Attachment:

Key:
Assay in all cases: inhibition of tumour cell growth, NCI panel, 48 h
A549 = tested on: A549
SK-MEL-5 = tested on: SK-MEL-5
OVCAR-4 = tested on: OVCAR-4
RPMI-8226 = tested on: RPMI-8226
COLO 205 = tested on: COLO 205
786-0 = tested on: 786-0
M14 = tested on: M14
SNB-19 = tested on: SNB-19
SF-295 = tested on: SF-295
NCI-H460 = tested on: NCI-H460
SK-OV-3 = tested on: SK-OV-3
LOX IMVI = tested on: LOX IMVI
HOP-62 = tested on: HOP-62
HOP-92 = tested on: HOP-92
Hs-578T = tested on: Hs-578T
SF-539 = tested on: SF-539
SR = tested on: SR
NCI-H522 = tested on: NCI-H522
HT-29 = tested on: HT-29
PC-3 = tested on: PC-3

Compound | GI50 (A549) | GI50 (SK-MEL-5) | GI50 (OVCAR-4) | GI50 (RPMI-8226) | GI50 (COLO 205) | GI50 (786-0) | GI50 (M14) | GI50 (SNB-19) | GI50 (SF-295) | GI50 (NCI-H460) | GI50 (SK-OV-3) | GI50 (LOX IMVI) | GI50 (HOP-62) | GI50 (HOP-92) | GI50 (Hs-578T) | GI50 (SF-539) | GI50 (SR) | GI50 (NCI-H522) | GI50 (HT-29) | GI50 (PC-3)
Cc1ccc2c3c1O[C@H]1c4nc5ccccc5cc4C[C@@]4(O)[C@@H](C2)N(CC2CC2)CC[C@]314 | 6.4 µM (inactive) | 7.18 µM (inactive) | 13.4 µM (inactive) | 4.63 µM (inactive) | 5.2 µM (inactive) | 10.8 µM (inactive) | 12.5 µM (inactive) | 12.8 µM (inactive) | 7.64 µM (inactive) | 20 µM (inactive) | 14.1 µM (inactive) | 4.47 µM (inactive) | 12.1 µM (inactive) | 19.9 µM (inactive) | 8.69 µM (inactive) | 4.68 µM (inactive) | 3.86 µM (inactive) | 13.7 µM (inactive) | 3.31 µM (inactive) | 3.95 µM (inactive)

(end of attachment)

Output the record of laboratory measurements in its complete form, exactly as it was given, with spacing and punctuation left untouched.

Key:
Assay in all cases: inhibition of tumour cell growth, NCI panel, 48 h
A549 = tested on: A549
SK-MEL-5 = tested on: SK-MEL-5
OVCAR-4 = tested on: OVCAR-4
RPMI-8226 = tested on: RPMI-8226
COLO 205 = tested on: COLO 205
786-0 = tested on: 786-0
M14 = tested on: M14
SNB-19 = tested on: SNB-19
SF-295 = tested on: SF-295
NCI-H460 = tested on: NCI-H460
SK-OV-3 = tested on: SK-OV-3
LOX IMVI = tested on: LOX IMVI
HOP-62 = tested on: HOP-62
HOP-92 = tested on: HOP-92
Hs-578T = tested on: Hs-578T
SF-539 = tested on: SF-539
SR = tested on: SR
NCI-H522 = tested on: NCI-H522
HT-29 = tested on: HT-29
PC-3 = tested on: PC-3

Compound | GI50 (A549) | GI50 (SK-MEL-5) | GI50 (OVCAR-4) | GI50 (RPMI-8226) | GI50 (COLO 205) | GI50 (786-0) | GI50 (M14) | GI50 (SNB-19) | GI50 (SF-295) | GI50 (NCI-H460) | GI50 (SK-OV-3) | GI50 (LOX IMVI) | GI50 (HOP-62) | GI50 (HOP-92) | GI50 (Hs-578T) | GI50 (SF-539) | GI50 (SR) | GI50 (NCI-H522) | GI50 (HT-29) | GI50 (PC-3)
Cc1ccc2c3c1O[C@H]1c4nc5ccccc5cc4C[C@@]4(O)[C@@H](C2)N(CC2CC2)CC[C@]314 | 6.4 µM (inactive) | 7.18 µM (inactive) | 13.4 µM (inactive) | 4.63 µM (inactive) | 5.2 µM (inactive) | 10.8 µM (inactive) | 12.5 µM (inactive) | 12.8 µM (inactive) | 7.64 µM (inactive) | 20 µM (inactive) | 14.1 µM (inactive) | 4.47 µM (inactive) | 12.1 µM (inactive) | 19.9 µM (inactive) | 8.69 µM (inactive) | 4.68 µM (inactive) | 3.86 µM (inactive) | 13.7 µM (inactive) | 3.31 µM (inactive) | 3.95 µM (inactive)